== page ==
Code Adhesion: How to make inkjet codes stick to slick surfaces |
Create Config
Edit Name Description Configiration Type Type

Featured Posts

  • Avoid Labeling Mistakes by Removing Plant Air Posted 7 months ago
    All-electric label applicators revolutionize the packaging industry by eliminating the reliance on plant air, providing precise applicator control for consistent and accurate label placement and ensuring secure label control for various label sizes.
  • Is training production line workers creating a challenge? No problem!  Posted 7 years ago
    Companies rely on engineers or technicians to keep production lines up and running. These job functions are essential to hitting production targets, so it is key that their skill level on equipment is proficient. When making the decision to replace this equipment, the amount of time and money that will have to be invested in training your labor is a major deciding factor.
  • How do I get labels to stick in hot and humid environments? Posted 4 years ago
    Something to be aware of when considering using labeling for product identification in a hot or humid environment is that labels are sensitive to temperature, making facility environment temperature a determining factor in choosing what label material to use on a product.  
  • Superior labeling power source — pneumatic air/electric labeling Posted 7 years ago
    Which is a superior labeling power source — pneumatic air or electric? There is a great debate in the packaging technology industry around the core driver.
  • How Push-Mode Piezo Print Technology Saves Significant Costs in Packaging Compliance Posted 3 years ago
    Every package printed with a noncompliant mark is a package you can’t ship, costing your company time and money. Improving print technology can help improve packaging compliance. Diagraph’s industrial inkjet printing technology was built specifically to improve print quality and production line uptime for manufacturing environments.
Read More »

Diagraph's Blog


Diagraphs Blog covers the latest in coding and labeling products

Code Adhesion: How to make inkjet codes stick to slick surfaces

Many companies, especially in meat and dairy processing, struggle with the requirement to mark variable information onto slick packaging for a couple key reasons:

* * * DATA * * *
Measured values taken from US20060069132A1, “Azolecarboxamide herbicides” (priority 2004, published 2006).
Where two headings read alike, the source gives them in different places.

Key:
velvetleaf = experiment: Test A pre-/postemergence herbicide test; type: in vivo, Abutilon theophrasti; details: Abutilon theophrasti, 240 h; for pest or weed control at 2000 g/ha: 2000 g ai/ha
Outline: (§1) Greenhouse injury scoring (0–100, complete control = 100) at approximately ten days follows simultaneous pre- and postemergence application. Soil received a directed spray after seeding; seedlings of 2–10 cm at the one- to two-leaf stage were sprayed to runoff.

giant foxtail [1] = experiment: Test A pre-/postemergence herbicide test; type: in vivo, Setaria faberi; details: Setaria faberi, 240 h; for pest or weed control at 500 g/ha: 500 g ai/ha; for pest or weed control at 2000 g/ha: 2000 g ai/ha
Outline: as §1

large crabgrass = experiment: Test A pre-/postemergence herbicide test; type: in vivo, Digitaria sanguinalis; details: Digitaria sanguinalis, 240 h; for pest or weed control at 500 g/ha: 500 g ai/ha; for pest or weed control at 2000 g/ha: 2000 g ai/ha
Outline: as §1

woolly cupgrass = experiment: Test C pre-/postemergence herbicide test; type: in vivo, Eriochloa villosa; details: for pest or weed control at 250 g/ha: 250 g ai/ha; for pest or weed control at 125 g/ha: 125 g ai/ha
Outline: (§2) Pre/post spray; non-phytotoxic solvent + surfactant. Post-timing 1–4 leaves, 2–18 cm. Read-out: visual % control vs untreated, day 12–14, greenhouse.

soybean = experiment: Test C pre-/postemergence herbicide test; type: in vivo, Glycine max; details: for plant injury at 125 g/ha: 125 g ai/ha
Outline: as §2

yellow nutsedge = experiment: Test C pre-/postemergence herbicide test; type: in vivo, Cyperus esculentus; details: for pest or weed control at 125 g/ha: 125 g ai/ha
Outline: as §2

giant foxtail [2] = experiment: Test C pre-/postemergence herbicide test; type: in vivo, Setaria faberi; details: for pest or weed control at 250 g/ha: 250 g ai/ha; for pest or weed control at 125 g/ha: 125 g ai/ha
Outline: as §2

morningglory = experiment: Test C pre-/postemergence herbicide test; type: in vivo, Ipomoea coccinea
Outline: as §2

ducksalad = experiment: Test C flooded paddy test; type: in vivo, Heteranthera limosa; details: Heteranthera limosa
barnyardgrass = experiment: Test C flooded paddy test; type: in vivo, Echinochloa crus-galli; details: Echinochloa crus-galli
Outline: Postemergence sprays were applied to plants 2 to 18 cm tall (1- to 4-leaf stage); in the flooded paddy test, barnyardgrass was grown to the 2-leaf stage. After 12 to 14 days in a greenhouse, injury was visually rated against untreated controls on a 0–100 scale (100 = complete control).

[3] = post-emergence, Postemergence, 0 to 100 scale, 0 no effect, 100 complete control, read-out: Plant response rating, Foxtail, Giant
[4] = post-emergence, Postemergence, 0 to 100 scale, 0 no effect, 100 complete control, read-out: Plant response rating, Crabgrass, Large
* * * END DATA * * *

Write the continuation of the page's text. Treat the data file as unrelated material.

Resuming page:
The packaging substrate 
High surface tension substrates like HDPE, polypropylene (PP) containers and caps, treated and untreated Orientated Polypropylene (OPP) for flow wraps and stand-up pouches, glass and metal all make ink adhesion difficult.

The manufacturing environment
Food packages of butter, margarine and salad dressing often leave a thin layer of condensation or grease on the packaging surface, inhibiting the preservation of code quality. 

For manufacturers who experience difficulties using continuous ink jet (CIJ) coders on substrates and products with slick or greasy surfaces, specially formulated inks that cut through light films of oil or condensation are necessary to preserve print quality and contrast.Print sample on plastic food container

Linx’s new 1063 Grease Penetrating Black is a dye MEK based ink, developed for the market-leading Linx 8900 Series CIJ coders. 1063 Grease Penetrating Black ink has aggressive adhesion before and after refrigeration and resists removal by a wide range of oils and chemicals such as acids, alkalis, detergents, petrol and water. It dries in seconds and provides excellent contrast and legibility on transparent or light colored materials and, as the name implies, penetrates light layers of condensation and grease for a robust, durable mark.

Talk to a Diagraph specialist today at 1.800.722.1125 or to discuss whether the new Linx 1063 Grease Penetrating Black ink may be a solution to your slick or oily manufacturing conditions.

Comments are closed.